Police use unmarked HGV to tackle dangerous driving

South Yorkshire Police have stopped almost 300 drivers as part of a 11-day road safety operation.

Friday, 2nd July 2021, 9:41 pm
Updated Friday, 2nd July 2021, 9:41 pm

Operation Tramline saw officers driving a unmarked HGV tractor unit, provided by Highways England, which enabled them to carry out patrols across key routes throughout the county.

The operation took place between June 14-25, and involved officers from the South Yorkshire Roads Policing Group, with enforcement taking place on the M1, M18, A1(M) and M180.

They tractor unit, which was driven by police officers, provides an elevated vantage point to monitor passing motorists. Once an offence had been detected, additional officers were following closely behind to stop any offenders.

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Operation Tramline saw officers driving a unmarked HGV tractor unit
Operation Tramline saw officers driving a unmarked HGV tractor unit

Sergeant Bruce Yacomeni, of the South Yorkshire Roads Policing Group said: “We are incredibly thankful for the support of Highways England in providing us with the HGV tractor unit.

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"The HGV cab provides a unique opportunity to see into other HGV’s but additionally cars and vans as well. The goal of the campaign was to crack down on motoring offences adversely affecting road safety including the ‘fatal four’ causes of collisions, which are drink or drug driving, speeding, using a mobile phone, and driving without a seatbelt.

“Sadly, despite countless news stories reporting injuries and deaths caused by dangerous activity behind the wheel, some drivers find it acceptable to commit these types of offences. I would urge all motorists, please think twice before you put yourselves and others in danger.”

Throughout the operation 284 vehicles were stopped, with 307 detected offences resulting in almost 300 Traffic Offence Reports (TORs), including:

37 for using a mobile phone;

10 for not being in proper control of the vehicle;

165 for not wearing a seatbelt;

19 for speeding.

Highways England Regional Safety Co-ordinator Sarah Watson-Quirk said: “We work very closely with our police partners across the country through Operation Tramline to improve driving behaviour and reduce the number of incidents caused by unsafe driving.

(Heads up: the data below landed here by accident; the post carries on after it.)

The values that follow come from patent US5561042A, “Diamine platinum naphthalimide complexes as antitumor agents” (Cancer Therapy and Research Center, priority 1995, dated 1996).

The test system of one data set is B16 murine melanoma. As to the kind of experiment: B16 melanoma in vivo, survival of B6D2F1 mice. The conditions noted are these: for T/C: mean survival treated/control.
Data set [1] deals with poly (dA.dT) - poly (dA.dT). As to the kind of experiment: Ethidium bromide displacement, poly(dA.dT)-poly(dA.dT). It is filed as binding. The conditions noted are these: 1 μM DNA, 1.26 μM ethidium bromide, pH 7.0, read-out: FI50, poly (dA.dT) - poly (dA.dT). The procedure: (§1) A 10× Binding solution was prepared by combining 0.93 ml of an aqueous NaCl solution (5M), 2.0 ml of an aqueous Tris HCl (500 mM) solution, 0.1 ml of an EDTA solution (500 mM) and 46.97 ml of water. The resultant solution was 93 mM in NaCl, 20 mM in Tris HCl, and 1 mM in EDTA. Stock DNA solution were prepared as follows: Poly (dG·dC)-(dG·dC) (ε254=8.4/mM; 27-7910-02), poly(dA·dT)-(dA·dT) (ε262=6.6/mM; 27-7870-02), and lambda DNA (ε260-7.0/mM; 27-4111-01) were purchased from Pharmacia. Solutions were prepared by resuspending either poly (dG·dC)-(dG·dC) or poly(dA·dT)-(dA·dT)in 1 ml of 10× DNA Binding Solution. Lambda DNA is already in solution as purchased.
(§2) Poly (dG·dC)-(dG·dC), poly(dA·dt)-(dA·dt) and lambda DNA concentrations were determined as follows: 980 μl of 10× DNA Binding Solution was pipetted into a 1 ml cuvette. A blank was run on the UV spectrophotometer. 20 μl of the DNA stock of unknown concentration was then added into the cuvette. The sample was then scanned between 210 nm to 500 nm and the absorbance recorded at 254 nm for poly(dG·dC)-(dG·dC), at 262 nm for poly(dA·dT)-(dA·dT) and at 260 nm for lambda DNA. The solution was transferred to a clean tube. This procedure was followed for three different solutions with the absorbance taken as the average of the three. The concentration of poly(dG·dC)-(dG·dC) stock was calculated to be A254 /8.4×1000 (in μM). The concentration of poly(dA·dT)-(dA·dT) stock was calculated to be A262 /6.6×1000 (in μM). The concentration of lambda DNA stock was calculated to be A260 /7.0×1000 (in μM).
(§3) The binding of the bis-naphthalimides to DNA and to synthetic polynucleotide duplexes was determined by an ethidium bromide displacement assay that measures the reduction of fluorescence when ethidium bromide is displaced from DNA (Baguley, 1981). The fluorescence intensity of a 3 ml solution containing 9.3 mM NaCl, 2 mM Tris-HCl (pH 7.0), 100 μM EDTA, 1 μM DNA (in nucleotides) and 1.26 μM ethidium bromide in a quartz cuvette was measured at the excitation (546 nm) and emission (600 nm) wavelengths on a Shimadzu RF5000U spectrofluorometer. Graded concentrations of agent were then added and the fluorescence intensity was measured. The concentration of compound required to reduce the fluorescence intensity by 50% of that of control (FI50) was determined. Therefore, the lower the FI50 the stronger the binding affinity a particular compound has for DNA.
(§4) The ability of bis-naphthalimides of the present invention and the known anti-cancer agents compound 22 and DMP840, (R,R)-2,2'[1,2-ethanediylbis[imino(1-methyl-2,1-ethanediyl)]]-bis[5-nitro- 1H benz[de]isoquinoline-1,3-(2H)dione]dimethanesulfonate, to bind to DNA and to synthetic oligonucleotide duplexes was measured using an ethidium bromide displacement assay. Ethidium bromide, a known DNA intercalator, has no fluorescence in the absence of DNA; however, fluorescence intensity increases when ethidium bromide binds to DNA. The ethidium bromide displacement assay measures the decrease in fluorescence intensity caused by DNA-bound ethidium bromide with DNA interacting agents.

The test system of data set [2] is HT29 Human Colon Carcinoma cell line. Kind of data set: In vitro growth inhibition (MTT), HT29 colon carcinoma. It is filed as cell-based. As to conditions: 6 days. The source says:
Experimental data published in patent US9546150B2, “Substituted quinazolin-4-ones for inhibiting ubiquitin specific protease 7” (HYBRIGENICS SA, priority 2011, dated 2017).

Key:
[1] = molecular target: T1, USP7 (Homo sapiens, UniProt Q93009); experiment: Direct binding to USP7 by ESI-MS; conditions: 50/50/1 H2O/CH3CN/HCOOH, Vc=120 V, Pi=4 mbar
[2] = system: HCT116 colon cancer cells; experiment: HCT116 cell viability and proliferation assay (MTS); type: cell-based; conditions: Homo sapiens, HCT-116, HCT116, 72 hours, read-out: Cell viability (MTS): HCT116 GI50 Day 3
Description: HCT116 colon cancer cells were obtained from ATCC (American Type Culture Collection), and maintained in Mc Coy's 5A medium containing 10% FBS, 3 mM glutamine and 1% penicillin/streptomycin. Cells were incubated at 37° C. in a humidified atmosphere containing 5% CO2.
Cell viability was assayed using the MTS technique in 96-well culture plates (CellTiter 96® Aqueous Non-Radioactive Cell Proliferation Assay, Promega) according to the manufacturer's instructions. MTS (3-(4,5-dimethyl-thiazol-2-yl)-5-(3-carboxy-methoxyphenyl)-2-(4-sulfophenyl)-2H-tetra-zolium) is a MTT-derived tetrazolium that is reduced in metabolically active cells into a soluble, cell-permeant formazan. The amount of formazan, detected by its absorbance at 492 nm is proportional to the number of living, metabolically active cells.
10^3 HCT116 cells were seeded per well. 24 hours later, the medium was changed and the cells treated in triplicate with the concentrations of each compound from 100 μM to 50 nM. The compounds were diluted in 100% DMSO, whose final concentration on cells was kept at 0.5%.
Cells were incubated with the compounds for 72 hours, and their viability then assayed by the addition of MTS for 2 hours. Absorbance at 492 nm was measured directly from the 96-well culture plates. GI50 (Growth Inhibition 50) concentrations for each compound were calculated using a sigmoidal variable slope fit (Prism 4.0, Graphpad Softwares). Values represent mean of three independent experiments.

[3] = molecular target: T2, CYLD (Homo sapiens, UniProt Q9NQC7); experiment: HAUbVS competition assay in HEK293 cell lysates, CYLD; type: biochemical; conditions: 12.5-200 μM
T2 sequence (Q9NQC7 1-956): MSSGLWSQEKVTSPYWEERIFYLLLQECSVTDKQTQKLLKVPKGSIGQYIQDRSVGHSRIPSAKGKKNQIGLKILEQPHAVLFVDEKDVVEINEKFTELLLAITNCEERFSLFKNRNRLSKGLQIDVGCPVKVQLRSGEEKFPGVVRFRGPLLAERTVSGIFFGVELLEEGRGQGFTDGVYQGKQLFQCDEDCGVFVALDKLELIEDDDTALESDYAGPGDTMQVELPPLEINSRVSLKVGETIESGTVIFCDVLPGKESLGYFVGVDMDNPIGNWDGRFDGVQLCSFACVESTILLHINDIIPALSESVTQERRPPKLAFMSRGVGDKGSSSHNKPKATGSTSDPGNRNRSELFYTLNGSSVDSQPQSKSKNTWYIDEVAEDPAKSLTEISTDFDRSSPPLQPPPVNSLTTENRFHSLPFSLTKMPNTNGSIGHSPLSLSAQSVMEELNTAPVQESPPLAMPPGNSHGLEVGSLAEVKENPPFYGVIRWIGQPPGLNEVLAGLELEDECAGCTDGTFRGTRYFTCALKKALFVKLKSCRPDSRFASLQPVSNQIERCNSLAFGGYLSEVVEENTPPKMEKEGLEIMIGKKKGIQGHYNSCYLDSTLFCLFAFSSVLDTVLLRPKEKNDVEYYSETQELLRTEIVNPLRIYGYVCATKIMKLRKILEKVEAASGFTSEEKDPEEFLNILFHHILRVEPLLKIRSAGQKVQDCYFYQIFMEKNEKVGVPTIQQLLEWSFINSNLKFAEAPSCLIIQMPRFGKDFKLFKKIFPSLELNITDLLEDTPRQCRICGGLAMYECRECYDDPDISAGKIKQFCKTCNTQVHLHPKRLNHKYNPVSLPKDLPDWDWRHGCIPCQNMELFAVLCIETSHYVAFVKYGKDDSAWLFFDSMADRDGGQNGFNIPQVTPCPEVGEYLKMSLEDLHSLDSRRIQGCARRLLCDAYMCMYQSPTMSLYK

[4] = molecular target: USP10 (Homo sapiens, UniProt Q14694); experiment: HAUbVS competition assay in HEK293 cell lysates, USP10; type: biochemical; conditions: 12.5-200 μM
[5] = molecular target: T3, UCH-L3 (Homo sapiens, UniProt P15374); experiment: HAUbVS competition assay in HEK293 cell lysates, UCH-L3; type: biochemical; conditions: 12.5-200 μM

“It is always disappointing to see people flouting the law and putting themselves and others at risk, but even more so when children are involved.

“Working with the police who use the supercabs we want to encourage all drivers to think twice about their behaviour whilst driving, particularly those using a mobile phone who are four times more likely to be in a crash while using one. Put the phone in the glovebox, concentrate on the road around you and make sure everyone gets to their destination safely.”

Dr Alan Billings, South Yorkshire Police and Crime Commissioner, added: “Most road deaths can be avoided if motorists drive safely and within the law. Having spoken to families of road victims one of the hardest things to come to terms with is your loved one leaving home in the morning and never returning, all because someone chose to drive dangerously that day.

“I have seen some of the footage gathered by officers during this operation – a young woman texting whilst driving on the motorway. It was frightening to see such a cavalier attitude putting her own life, and the lives of other innocent road users at risk.

“South Yorkshire Police will be using this vehicle for further operations during the coming months.”

To see a clip of Sgt Yacomeni discussing the campaign, with footage from the HGV cab, click here.

In these confusing and worrying times, local journalism is more vital than ever. Thanks to everyone who helps us ask the questions that matter by taking out a subscription or buying a paper. We stand together. Liam Hoden, editor.